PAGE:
Aircraft manufacturer Airbus has deployed Microsoft’s mixed reality (MR) Hololens devices in a bid to speed production and improve training for new staff. Airbus is also teaming up with Microsoft to sell MR apps to other businesses in the airline industry.
The Netherlands-based company, which competes with the likes of Boeing and Lockheed Martin, aims to build 20,000 aircraft over the next two decades.
Airbus has been an advocate of virtual, augmented and mixed reality for some time, and has worked with Microsoft on related projects for four years, including trials and deployments of its HoloLens hardware and software.
Airbus has identified more than 300 potential use cases for MR across its business, such as remote staff training that doesn’t tie up expensive equipment. MR systems can also boost frontline worker productivity at Airbus with hands-free access to information, such as instructions or diagrams overlaid on physical machinery, cutting manufacturing time by a third.
The company also said design processes are 80 per cent quicker because designs can be tested in 3D before manufacturing.
“Mixed reality can help us to increase quality, safety and security” Jean-Brice Dumont, executive vice president of engineering at Airbus, said in a blog post Monday. “The level of human error is significantly reduced, and in aerospace, increased quality is increased safety – and needless to say, security goes with that.”
Microsoft unveiled its HoloLens 2 device earlier this year, touting a slimmer and more powerful device that, like its predecessor, is aimed at business. A release date for that upgraded hardware was yet to be announced.
Airbus did not immediately respond to a request for more information about the scale of the Hololens deployment. The company has been using the first-generation devices and has already created apps for the coming Hololens 2 upgrade.
MR, VR and AR see traction in manufacturing
Aerospace and manufacturing industries have emerged as one of the primary areas XR technologies are gaing traction traction.
“I am already seeing significant adoption of XR for the aerospace industry because of the cost of the components and the difficulty and cost of training,” said Anshel Sag, an analyst at Moor Insights & Strategy. “By bringing these barriers down and reducing cost, these technologies are quickly being implemented in many different engineering applications, including aerospace.”
HoloLens devices could offer greater insight into the progress of manufacturing within Airbus, he said.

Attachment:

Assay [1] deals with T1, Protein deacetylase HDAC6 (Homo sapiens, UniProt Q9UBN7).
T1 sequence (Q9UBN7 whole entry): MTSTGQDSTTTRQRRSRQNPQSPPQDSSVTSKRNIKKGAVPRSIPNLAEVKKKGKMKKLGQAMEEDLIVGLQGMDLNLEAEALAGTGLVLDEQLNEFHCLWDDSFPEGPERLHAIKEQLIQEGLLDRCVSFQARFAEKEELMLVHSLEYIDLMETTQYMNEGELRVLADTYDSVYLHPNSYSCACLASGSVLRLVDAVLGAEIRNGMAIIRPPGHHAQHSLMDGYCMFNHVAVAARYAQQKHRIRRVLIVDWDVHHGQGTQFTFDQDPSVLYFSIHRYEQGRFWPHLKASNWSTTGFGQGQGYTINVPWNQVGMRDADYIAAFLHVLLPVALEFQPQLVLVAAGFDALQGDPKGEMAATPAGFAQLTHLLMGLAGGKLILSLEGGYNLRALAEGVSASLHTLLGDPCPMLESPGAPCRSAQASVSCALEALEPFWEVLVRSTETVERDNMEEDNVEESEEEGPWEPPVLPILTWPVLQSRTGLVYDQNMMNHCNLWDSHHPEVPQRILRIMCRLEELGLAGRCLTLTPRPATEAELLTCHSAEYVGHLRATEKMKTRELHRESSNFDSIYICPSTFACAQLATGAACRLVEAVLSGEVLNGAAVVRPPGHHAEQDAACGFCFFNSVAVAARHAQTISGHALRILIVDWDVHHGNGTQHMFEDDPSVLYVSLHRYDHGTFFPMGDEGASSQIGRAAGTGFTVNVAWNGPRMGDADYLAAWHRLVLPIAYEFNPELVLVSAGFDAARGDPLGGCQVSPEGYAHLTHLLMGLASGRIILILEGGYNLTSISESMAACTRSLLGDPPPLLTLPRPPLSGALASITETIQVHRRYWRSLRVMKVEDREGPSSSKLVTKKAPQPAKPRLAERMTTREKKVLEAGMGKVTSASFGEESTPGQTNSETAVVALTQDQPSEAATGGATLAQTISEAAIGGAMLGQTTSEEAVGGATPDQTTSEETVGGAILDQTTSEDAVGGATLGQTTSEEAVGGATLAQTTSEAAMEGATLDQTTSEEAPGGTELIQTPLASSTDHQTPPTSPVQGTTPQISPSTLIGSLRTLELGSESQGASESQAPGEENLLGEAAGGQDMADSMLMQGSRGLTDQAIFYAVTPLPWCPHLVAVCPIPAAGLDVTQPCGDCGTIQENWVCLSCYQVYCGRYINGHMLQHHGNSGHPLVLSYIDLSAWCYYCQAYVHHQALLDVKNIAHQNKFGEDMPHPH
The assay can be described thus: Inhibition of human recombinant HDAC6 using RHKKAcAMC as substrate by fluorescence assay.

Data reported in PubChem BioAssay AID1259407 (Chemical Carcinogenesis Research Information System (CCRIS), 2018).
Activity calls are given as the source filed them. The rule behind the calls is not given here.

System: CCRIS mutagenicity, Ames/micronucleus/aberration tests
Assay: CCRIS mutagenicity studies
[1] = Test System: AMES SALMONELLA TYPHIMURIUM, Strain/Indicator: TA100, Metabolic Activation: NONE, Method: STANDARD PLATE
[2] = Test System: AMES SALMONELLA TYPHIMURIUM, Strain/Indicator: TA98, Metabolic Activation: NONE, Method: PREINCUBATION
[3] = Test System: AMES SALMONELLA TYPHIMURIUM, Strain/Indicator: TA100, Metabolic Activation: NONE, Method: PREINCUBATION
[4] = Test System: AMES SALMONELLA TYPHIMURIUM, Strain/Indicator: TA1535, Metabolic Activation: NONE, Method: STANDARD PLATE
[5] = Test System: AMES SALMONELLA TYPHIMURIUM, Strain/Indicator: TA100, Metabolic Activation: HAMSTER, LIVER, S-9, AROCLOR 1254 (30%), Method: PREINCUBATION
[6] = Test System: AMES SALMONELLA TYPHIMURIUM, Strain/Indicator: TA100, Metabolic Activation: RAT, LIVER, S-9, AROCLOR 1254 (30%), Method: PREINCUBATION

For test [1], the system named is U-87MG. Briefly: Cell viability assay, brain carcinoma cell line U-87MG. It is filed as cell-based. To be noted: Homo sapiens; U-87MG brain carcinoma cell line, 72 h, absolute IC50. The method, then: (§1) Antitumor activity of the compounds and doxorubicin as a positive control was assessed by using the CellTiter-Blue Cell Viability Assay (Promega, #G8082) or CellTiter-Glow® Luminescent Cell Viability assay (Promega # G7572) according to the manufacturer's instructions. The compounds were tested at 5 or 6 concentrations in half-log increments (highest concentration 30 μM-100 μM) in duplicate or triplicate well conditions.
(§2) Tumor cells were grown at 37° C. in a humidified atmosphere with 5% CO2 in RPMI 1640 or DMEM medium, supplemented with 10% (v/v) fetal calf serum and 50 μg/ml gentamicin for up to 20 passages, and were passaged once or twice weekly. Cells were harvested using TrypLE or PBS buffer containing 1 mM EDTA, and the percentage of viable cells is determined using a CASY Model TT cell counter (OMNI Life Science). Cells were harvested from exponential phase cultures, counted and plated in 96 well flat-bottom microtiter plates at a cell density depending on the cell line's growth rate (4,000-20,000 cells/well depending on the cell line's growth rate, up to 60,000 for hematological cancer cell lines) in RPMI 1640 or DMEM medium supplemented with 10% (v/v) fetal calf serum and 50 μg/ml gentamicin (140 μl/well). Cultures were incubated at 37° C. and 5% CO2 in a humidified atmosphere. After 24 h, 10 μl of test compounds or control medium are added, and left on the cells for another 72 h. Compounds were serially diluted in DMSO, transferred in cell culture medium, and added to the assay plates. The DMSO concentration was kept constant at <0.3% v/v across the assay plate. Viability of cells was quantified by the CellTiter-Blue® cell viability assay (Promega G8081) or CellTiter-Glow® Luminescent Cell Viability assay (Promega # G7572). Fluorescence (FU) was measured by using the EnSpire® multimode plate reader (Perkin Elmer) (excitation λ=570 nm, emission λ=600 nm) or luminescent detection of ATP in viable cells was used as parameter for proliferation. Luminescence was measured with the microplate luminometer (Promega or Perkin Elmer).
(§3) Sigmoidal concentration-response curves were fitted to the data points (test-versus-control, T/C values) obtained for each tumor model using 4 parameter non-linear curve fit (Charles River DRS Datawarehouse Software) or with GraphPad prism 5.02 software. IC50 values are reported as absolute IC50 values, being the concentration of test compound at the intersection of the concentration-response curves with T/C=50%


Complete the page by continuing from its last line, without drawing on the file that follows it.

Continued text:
“I believe it will be absolutely crucial to the company's front-line workers because now the company will have real-time data about where in the manufacturing process each part of the plane is at, as opposed to at the end of the day when the workers finish their jobs,” he said.
"Additionally, much of the documentation that workers need to follow while building Airbus aerospace products will always be right in front of them, hands-free.
“While I don't see this being as important to a highly experienced and skilled worker, I do believe it will help get new workers onboard more quickly and as they move from project to project to quickly adjust to changes without any errors.”
An ongoing partnership with Microsoft
Airbus has worked with Microsoft to create HoloLens 2 applications targeted at customers in the aerospace industry. The first – initially designed in cooperation with Japan Airlines in 2017 – creates a 3D environment to aid training of airline maintenance operators and cabin crews.
Airbus will also launch a “collaborative map solution” to virtually connect defence and aerospace personnel to plan and prepare for missions.
Microsoft has a small number of applications for use with HoloLens 2, such as Dynamics Remote Assist, Guides and Layouts and has partnered with other companies such as PTC and Philips to create more specialised applications for the device.
“Microsoft knows that they are not experts in the aerospace industry, but they know Airbus is” said Sag. “I could easily foresee this becoming a tool for every Airbus customer as a way to speed up maintenance of their plans as well as reduce the cost of training new mechanics.
“Since Airbus is in the business of selling aircraft, they can offer HoloLens 2 as a way to save their customers money and time because, in theory, the entire plane is already integrated into Airbus' databases and can easily be accessed and viewed in the Hololens.”
Last year, Microsoft announced a $480 million deal that could see up to 100,000 adapted HoloLens 2 headsets deployed to troops for training and combat.
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